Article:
Hair Loss Garland

It was the great philosopher and comedian, Flip Wilson, who was the great comics of our time.

BE MYSELF.and, grow old gracefully.sucker!

Attitude is everything. and, my attitude with respect to losing my hair is simple. I echo those words! Basically, in doing his character named Geraldine.WHAT YOU SEE.IS WHAT YOU GET, SUCKER! Website name. ARTICLES PUBLISHED. Direct link. Now that summer is over, I reflect on the fact that the Summer of 2009 marks the 40th Anniversary of the Summer of 1969 -and what a summer that was!

It was a doozie if you look at it from my position and the things I’m interested in.

Had I been older after that,, I reckon I should have noticed -and appreciated -what that time meant socially and historically, mind you. Consequently I don’t remember much of it from an adult’s standpoint.

Just like, Judy Garland died of an accidental overdose of the barbiturate/sleep aid Seconal on June She was only 47 -2 years older than I am now -and yet made show business history in those short years in movies, radio, concerts, and television, and became arguably the greatest gay male icon of all time.

I work with clients very often whose lives was saved, improved, and are thriving thanks to the helpful advantages of prescription medication.

Judy’s legacy is an example of how these medications must always be treated with respect, even reverene, lest they take over our lives. Her death was a lesson in what substances can mean to us. Her life is an example is that you don’t really have to live very long to make a lasting impression on the world. Bless those drag queens throwing rocks! Sometimes, a great loss like Judy’s death, can be an inspiration.

Gay men re down barriers during those nights of rioting in a city of New York and paved the way for a more just, dignified, legitimate, respected, and mainstream existence than ever before. Her death is rumored to have fueled the anger of gay men in the Stonewall Riots, in June, 1969, that marks the ceremonial beginning of the modern gay rights movement. That they will kill for him shows that mind control is a very real, dangerous thing, and underscores why a healthy questioning of authority -whether it’s ward Charles Manson or George Bush -is always a healthy thing. Besides, the fact that one man, insane and evil as anyone has ever been, could influence others to literally commit murders on his behalf on innocent people, boggles the sane mind. Perhaps the darkest events of an otherwise sunny summer were the murders over two nights perpetrated by the youn gang under the influence of the crazed Charles Manson. Let me tell you something. Everybody loves a hero. That said, the Manson Murders were also an example of the concept of collective trauma.

Groupies have idolized powerful bad boy men for centuries. Now this event, chronicled in the book Helter Skelter, and others has not lost its macabre appeal in golden summers of Los Angeles should never be identical. They lost some innocence. They viewed others with suspicion. With that said, this event showed us that while we might generally try to love our fellow Man, we always have to reserve just a little fight or flight in the back of our minds to guard and protect ourselves, that evil exists, and that strengthening the mind with the ability for objective, critical thinking is a powerful ol that will be a part of any young man’s or woman’s emotional/intellectual/social development, lest they be at the mercy of an influential madman. Although, people locked their doors. Native Angelenos will often tell how nobody in LA was quite as trusting after those events. Perhaps not until 9/11/01 would such as large group of Americans feel the collective grief caused by one small well meaning group’s evilly ‘self indulgent’ malacious acts with such shared trauma.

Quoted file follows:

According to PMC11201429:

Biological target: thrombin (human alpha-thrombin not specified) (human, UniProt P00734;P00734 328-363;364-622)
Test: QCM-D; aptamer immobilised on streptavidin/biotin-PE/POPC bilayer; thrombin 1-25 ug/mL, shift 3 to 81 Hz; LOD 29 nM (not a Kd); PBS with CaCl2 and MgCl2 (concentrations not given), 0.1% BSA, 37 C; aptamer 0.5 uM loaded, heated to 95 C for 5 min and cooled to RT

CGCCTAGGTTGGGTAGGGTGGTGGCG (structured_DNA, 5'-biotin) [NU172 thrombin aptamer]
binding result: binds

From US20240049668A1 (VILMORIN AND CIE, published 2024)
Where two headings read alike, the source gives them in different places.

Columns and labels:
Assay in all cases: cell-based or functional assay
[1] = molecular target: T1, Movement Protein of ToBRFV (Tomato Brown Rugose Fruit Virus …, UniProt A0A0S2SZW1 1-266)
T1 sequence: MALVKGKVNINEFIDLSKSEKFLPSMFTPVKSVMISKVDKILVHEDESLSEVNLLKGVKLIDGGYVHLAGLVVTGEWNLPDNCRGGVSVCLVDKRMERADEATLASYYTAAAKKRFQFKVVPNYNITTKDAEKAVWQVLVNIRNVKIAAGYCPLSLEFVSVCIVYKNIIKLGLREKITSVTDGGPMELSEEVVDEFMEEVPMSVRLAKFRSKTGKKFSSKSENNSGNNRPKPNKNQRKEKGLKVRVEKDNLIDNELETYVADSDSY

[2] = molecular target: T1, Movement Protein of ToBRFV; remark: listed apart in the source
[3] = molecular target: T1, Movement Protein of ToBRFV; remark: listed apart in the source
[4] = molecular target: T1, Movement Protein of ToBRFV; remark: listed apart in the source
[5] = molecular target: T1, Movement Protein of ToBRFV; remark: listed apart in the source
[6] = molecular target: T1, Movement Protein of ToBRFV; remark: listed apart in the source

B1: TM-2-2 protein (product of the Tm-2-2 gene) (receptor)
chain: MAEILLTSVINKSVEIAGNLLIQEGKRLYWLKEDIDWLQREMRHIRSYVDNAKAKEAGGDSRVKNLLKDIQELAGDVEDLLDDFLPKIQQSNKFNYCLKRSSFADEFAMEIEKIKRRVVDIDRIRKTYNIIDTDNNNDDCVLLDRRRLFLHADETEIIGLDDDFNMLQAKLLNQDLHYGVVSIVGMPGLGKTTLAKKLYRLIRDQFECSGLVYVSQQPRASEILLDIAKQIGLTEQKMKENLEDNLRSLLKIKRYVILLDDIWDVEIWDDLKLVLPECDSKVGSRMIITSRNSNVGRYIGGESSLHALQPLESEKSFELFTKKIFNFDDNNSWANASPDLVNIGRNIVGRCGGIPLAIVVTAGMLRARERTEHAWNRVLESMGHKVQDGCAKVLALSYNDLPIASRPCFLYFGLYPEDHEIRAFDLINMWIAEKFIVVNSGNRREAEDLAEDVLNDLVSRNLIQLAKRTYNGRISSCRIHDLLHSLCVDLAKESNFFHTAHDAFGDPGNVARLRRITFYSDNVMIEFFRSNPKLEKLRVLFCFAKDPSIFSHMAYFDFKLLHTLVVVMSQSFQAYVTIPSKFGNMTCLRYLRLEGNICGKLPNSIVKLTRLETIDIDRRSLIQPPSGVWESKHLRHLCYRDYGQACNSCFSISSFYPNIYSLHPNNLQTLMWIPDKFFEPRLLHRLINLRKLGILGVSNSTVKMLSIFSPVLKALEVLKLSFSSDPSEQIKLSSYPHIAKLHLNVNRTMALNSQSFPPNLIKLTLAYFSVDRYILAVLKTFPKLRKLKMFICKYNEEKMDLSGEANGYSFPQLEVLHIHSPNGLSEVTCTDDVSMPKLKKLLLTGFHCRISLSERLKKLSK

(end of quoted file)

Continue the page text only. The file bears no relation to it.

Now look, the Summer of 1969 also brought us the landing on the moon in July.

With lousy sound quality coming from the major networks’ connection to the lunar capsule, I remember watching many hours looking at our kind of dark TV screen.

With the Cold War, I think when we see how awfully conservative things got in the 80′s, greed is good, conspicuous consumption, the return of racism and homophobia, AIDS/HIV, and the hard Right turn in the country under the leadership of the murderous Darth Vader, we would do well to remember the 60′s and 70′s, and the momentous summer of 1969, that meant a lot to so many. Whenever seeing news coverage of that event has fueled my admittedly rabid attraction to guys with long hair, I think to this day. It was nearly impossible to see the dark, poorresolution images, yet I knew since my entire family was gathered around the TV set, including my grandparents who were visiting, that this was a momentous occasion. Remember, sure, drugs used to serious abuse is a poser, and I treat clients for these kinds of problems nearly any day in my practice. Now regarding the aforementioned fact… Even therefore, To be honest I knew that the liberation, expression, and meaning of that festival meant a challenge to the status quo -status quos like racism, homophobia, sexism, and the general conservatism with which I grew up that I have generally learned to eschew at nearly any turn.

Back hereafter, the most momentous occasion on TV any year for me was the annual showing of The Wizard of Oz I also have a great affinity for another event of Summer, 1969 -the Woodstock Music Festival.

Anniversaries in our appreciation of our own life history, or history before our lives even began, part of Having the Life You Want. Is living in gratitude. Of all that is around us -in the present. I’m sure you heard about this. Let the Sunshine In! With offices in West Hollywood, ken Howard. Is a licensed psychotherapist and life coach specializing in helping gay men bridge the gap between how life is. In important areas of life just like health. Career. Relationships.

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